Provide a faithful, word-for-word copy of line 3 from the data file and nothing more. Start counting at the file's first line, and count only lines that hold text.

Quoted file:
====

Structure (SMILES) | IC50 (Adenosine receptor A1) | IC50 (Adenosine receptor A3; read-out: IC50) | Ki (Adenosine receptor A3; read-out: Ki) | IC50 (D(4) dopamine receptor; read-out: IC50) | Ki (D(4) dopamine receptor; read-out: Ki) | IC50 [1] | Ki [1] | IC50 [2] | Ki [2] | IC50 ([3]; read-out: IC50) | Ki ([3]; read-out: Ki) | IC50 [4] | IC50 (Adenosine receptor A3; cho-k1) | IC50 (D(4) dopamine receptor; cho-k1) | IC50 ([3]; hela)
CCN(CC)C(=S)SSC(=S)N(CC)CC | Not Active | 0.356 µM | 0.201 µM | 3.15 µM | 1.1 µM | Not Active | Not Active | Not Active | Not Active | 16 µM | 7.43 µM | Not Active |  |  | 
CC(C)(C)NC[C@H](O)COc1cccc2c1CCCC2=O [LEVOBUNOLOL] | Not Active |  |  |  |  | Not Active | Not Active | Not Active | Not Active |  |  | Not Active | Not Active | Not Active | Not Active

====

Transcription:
CC(C)(C)NC[C@H](O)COc1cccc2c1CCCC2=O [LEVOBUNOLOL] | Not Active |  |  |  |  | Not Active | Not Active | Not Active | Not Active |  |  | Not Active | Not Active | Not Active | Not Active